Audatex builds and displays database labor significantly differently than the approach of CCC/Motor and Mitchell, using an “inside out” approach instead. When replacing an inner part, such as a radiator support or apron, Audatex, by default, calculates the labor associated with related outer parts, and attaches much of that labor to the inner part. As an example, when replacing a hinge pillar, Audatex includes the labor associated with R&I of the front door. This approach does not apply, though, for all operations. For example, when replacing a wheelhouse assembly, one cannot assume that the R&I labor associated with all items mounted on the apron, is included.
Audatex does not make use of database generated labor notes. Your best resource is again the procedural guide, or Database Reference Manual, which details which related operations are included and which is not. One very useful feature that Audatex provides is the ability to view and print a Labor Report. The Labor Report itemizes all individual sub-labor operations included within a given operation, and provides a clear accounting of how their labor is built.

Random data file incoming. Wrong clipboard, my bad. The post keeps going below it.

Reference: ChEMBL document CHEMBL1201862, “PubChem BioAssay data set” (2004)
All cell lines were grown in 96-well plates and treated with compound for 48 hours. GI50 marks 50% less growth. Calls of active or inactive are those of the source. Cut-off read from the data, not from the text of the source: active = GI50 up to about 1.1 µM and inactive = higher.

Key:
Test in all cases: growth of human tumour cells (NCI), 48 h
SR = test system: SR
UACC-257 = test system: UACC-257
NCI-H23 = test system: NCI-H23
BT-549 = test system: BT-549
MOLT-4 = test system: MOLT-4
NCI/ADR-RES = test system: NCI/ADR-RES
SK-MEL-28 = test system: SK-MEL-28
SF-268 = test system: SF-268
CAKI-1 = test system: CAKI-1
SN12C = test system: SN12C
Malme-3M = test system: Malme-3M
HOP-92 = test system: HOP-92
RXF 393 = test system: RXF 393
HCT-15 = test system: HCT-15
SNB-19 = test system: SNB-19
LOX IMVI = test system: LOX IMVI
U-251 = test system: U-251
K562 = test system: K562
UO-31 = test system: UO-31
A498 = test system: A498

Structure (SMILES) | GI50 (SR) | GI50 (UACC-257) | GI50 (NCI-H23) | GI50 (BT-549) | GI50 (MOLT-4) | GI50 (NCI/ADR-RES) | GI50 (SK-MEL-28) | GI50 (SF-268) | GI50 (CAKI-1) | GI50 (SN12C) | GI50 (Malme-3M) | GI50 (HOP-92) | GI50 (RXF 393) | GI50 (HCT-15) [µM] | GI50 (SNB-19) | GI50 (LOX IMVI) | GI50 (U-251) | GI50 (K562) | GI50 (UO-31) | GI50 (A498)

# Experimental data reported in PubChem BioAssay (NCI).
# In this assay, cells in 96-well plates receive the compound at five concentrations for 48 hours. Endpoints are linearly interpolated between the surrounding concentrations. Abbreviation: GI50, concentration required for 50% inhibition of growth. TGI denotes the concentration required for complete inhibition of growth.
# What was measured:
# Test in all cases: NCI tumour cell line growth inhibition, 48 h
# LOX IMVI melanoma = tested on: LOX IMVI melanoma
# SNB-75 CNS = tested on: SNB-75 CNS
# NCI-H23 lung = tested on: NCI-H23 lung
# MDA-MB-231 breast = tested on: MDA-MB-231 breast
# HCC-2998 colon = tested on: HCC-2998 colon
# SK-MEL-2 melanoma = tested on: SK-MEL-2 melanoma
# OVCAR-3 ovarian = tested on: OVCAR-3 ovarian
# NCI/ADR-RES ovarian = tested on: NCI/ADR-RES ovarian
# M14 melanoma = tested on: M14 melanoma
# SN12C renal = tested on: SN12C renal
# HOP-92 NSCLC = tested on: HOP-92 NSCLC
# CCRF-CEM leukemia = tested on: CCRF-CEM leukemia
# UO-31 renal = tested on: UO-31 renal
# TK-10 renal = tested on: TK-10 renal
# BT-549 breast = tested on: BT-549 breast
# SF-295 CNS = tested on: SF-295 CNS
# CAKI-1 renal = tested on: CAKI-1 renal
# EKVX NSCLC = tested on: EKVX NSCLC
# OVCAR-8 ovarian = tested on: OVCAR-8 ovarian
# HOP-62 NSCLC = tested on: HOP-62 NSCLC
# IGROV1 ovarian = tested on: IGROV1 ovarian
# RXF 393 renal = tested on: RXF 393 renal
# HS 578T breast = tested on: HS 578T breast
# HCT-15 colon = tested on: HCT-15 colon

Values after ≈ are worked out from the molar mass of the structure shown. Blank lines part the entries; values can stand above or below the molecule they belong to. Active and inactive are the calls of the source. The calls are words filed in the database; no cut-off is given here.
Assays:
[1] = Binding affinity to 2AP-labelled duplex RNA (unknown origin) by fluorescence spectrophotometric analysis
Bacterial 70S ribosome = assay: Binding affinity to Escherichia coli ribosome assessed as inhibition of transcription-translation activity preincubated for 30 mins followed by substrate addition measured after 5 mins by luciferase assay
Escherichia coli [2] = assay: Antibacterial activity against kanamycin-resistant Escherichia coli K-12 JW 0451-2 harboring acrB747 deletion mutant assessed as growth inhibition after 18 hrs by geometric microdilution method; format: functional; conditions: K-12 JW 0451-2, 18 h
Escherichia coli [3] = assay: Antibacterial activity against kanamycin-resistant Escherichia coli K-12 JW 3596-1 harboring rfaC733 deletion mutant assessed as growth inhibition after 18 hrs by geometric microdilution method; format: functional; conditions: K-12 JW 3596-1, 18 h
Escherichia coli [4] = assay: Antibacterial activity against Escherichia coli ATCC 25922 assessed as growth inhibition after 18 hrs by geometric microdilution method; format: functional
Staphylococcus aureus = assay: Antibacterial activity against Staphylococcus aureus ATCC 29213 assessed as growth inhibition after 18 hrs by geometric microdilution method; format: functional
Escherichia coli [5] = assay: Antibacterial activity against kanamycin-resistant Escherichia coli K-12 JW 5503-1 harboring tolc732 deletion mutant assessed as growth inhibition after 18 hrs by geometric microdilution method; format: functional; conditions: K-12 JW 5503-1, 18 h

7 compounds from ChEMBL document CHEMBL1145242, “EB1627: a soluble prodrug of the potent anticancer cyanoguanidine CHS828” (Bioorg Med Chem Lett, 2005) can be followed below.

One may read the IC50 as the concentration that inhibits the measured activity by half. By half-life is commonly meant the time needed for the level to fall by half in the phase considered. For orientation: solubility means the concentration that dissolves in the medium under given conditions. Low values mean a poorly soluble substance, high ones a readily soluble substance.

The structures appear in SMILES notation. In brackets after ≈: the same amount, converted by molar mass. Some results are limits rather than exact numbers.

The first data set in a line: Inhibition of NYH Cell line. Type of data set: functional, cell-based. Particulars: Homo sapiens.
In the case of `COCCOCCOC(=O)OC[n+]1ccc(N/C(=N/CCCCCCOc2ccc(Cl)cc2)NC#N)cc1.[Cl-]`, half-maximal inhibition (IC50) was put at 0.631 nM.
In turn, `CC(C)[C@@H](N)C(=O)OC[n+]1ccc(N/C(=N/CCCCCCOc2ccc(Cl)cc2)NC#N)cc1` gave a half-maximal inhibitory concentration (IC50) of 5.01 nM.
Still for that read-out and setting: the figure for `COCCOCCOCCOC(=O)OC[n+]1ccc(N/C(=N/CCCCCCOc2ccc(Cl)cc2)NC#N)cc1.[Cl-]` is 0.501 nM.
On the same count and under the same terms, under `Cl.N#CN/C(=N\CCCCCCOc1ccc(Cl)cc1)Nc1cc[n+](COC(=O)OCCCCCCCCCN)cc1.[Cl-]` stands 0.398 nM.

The Audatex Database Reference Manual can be accessed within the program via a button on the top menu bar (symbol of books). They can also be accessed online at the Audatex website, which enables printing of the document, or click here for the direct link to the Audatex Database Reference Manual.
Important estimate symbols to remember:
Labor Override – An asterisk (*) on an estimate line indicates that the labor value was user-entered. This may indicate that the default database labor associated with that operation has been altered by the estimator, and either increased or decreased. In this case, it is critical that you understand what the value was originally, and why that value was altered. A common example of this is altered refinish time, which may or may not be valid.